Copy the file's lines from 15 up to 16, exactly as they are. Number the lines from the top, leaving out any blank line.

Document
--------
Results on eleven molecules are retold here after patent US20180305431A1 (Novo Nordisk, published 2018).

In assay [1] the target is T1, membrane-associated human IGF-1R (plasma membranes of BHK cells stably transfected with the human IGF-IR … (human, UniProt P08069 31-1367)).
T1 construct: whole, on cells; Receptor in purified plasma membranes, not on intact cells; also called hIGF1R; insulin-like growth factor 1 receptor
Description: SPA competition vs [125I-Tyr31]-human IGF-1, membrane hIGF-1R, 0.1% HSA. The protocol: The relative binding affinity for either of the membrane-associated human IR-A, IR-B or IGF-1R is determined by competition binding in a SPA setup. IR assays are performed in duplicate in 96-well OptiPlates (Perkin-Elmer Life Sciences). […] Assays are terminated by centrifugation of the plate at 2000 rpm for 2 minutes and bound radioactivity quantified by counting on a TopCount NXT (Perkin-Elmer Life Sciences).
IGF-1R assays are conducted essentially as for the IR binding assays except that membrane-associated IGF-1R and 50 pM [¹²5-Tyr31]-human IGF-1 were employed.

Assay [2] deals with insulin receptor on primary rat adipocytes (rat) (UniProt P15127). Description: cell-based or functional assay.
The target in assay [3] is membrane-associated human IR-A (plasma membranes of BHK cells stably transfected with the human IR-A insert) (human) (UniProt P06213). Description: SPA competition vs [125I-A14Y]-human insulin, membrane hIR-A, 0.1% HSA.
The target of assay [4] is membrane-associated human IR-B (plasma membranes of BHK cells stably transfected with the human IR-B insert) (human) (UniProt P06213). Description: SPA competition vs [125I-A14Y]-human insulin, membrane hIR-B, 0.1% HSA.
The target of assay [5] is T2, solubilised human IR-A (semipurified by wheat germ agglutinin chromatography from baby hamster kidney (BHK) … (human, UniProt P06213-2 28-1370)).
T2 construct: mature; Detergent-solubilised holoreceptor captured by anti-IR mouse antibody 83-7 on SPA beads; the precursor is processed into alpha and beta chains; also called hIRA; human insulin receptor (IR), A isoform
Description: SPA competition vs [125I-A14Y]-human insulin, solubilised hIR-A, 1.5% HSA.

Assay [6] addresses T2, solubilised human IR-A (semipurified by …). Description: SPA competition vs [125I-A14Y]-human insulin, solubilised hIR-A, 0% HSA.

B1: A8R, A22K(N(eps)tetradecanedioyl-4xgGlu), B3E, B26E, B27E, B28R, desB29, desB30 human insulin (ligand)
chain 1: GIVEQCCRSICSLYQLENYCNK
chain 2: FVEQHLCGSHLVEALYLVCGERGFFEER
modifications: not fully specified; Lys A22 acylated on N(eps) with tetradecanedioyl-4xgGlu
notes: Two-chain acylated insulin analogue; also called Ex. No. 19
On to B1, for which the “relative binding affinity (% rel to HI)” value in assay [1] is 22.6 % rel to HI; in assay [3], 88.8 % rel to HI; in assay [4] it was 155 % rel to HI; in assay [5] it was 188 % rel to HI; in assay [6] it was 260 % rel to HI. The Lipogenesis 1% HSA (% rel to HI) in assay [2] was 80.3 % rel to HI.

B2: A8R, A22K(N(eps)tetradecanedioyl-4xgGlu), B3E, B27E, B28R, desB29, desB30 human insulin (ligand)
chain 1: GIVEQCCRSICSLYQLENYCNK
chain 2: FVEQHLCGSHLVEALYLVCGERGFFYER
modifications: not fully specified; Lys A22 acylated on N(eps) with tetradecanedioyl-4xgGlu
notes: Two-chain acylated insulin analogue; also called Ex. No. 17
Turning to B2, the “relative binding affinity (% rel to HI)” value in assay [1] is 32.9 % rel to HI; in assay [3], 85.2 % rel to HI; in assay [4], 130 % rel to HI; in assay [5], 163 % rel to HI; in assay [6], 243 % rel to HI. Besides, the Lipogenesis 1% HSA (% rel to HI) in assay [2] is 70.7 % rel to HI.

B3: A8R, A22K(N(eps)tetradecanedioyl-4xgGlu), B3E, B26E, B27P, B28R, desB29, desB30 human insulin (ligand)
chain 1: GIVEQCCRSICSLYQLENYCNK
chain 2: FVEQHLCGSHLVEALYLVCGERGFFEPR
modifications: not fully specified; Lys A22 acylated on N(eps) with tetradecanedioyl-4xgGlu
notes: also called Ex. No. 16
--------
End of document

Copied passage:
chain 2: FVEQHLCGSHLVEALYLVCGERGFFEER
modifications: not fully specified; Lys A22 acylated on N(eps) with tetradecanedioyl-4xgGlu